IBS – Luke 17:7

Luke 17:7 ESV – “Will any one of you who has a servant plowing or keeping sheep say to him when he has come in from the field, ‘Come at once and recline at table’?

Continuing in Luke 17, Jesus starts with a parable.  He just finished telling His disciples that they have no faith, and without missing a beat, He begins a story.  This is an interesting parable, because it’s never explained fully.  Many of Christ’s stories He later explains to the disciples, uncovering spiritual truths.  When they ask Him why He uses parables He says, “but for others they are in parables so that ‘seeing they may not see, and hearing ;they may not understand.'” (Luke 8:10).  So it’s interesting here, that when He does explain, it’s a veiled explanation at best.

The gist of the parable is this: Jesus asks them if they owned a servant, would the tell the servant to relax when he came in from the field?  Wouldn’t they rather tell him to serve dinner before he rests.  Would they thank the servant?  In the same way, they will call themselves unworthy servants.

Today, we’ll stick to verse 7 as much as possible.  First off, we notice that Jesus is asking the disciples a rhetorical question.  Will any of you who has a servant … say to him…come at once and recline?  The way Jesus starts the next verse, “Will he not rather…” implies that the answer to His question is “no.”  This leaves us with a major question: is Jesus rhetorical description of the treatment of a servant prescriptive or simply descriptive?

Jesus was definitely describing the mode of thinking for the disciples.  In a sense, He’s saying, “Of course you wouldn’t tell a servant to sit down before he’s done working!”  The question is whether or not Jesus is displaying the current morality of the culture, or if He’s prescribing the ethic.  That is, should we treat a servant this way?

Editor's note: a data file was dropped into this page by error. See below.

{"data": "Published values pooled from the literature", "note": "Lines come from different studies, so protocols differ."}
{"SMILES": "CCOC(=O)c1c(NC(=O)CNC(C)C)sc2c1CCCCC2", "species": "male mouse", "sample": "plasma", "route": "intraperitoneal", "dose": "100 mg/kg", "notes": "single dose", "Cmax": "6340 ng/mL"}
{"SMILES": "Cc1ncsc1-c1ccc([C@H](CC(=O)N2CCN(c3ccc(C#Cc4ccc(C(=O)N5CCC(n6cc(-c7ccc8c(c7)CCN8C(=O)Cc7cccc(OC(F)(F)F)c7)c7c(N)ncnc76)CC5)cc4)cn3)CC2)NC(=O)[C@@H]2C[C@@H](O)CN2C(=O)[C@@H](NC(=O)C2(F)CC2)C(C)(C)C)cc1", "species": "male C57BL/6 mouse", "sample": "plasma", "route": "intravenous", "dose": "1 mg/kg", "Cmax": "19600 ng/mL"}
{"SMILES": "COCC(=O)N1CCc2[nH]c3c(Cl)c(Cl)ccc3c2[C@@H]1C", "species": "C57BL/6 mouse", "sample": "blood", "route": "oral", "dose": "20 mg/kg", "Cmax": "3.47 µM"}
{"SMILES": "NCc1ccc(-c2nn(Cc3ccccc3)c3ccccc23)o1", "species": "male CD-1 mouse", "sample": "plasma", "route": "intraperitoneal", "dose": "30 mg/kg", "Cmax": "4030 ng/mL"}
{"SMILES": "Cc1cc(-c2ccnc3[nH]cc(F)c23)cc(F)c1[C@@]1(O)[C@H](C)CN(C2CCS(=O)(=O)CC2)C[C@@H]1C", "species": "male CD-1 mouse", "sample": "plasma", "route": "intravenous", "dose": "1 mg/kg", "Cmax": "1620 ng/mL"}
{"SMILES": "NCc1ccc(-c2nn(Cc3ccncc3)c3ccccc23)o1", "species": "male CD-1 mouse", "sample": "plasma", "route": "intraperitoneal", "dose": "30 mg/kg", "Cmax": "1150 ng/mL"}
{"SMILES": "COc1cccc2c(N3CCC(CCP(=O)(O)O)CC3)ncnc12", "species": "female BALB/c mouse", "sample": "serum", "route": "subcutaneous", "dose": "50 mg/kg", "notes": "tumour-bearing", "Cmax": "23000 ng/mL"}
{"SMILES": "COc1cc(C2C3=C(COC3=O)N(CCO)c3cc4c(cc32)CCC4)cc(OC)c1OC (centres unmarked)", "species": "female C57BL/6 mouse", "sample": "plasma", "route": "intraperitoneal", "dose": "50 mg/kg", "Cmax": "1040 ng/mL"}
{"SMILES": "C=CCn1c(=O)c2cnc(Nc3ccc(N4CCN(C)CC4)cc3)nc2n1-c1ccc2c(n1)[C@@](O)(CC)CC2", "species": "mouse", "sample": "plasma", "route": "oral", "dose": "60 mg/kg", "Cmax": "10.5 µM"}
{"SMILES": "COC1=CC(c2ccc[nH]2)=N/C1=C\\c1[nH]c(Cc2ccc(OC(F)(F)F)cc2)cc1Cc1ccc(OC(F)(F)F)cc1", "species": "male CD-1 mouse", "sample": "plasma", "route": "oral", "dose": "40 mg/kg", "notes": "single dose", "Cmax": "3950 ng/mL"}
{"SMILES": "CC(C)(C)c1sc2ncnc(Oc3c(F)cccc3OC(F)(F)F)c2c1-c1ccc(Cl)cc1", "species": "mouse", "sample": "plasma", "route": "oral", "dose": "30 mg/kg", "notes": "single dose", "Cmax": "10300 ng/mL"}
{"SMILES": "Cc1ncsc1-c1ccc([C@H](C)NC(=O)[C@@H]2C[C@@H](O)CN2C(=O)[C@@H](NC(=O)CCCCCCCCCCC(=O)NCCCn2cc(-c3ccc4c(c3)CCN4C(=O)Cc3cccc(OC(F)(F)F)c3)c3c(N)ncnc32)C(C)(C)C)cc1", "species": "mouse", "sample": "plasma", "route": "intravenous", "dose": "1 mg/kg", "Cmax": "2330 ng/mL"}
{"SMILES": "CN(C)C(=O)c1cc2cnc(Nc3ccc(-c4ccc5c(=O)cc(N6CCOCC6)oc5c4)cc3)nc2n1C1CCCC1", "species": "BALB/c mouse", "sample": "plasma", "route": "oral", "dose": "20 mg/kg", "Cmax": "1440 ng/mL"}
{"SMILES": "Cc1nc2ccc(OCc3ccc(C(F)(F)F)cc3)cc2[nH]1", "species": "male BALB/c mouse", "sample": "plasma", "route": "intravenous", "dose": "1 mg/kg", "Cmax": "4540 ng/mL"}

In the Jewish culture, a man would only have a servant if the servant couldn’t afford to pay a debt to his master.  In this regard, every servant is indebted of his life to his master.  So, I don’t think it’s prescriptive either way to be kind to your hired servant or not.  The servant is indebted.  Fair is fair, as long as the treatment isn’t harsh, it’s OK.

As far as application goes, I obviously do not have a servant, nor would I want one.  However, in light of this passage, I should determine how I would treat someone that is serving me.  For example, in a restaurant, how should I treat the waiter/waitress?  I definitely don’t ask them to sit down and have a drink with me or my party.  I don’t think that is required of me from God, either.

However, since this passage of scripture is still in the context of repentance, forgiveness, and faith, I would say that I should be overly gracious to anyone who serves me.  I should use the faith God’s given me to help them see that the God of the Universe loves them and wants to have a meaningful relationship with them.  This is simply my duty.

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